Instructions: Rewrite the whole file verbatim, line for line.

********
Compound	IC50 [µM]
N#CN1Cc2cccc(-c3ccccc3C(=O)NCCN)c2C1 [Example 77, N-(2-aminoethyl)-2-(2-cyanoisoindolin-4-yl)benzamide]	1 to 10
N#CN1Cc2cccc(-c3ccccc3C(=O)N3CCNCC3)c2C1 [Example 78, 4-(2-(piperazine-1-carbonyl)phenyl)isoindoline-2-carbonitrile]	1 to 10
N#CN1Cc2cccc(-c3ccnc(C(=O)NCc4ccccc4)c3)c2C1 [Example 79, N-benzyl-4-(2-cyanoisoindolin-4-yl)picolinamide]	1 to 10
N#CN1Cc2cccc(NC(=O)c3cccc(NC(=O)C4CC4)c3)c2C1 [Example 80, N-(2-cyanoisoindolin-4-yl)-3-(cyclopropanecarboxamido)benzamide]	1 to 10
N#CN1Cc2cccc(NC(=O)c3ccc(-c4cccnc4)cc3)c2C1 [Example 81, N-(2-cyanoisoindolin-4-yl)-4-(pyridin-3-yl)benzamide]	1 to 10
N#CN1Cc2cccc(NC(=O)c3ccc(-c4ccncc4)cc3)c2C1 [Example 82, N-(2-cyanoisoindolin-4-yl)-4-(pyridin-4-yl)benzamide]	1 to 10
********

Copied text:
Compound	IC50 [µM]
N#CN1Cc2cccc(-c3ccccc3C(=O)NCCN)c2C1 [Example 77, N-(2-aminoethyl)-2-(2-cyanoisoindolin-4-yl)benzamide]	1 to 10
N#CN1Cc2cccc(-c3ccccc3C(=O)N3CCNCC3)c2C1 [Example 78, 4-(2-(piperazine-1-carbonyl)phenyl)isoindoline-2-carbonitrile]	1 to 10
N#CN1Cc2cccc(-c3ccnc(C(=O)NCc4ccccc4)c3)c2C1 [Example 79, N-benzyl-4-(2-cyanoisoindolin-4-yl)picolinamide]	1 to 10
N#CN1Cc2cccc(NC(=O)c3cccc(NC(=O)C4CC4)c3)c2C1 [Example 80, N-(2-cyanoisoindolin-4-yl)-3-(cyclopropanecarboxamido)benzamide]	1 to 10
N#CN1Cc2cccc(NC(=O)c3ccc(-c4cccnc4)cc3)c2C1 [Example 81, N-(2-cyanoisoindolin-4-yl)-4-(pyridin-3-yl)benzamide]	1 to 10
N#CN1Cc2cccc(NC(=O)c3ccc(-c4ccncc4)cc3)c2C1 [Example 82, N-(2-cyanoisoindolin-4-yl)-4-(pyridin-4-yl)benzamide]	1 to 10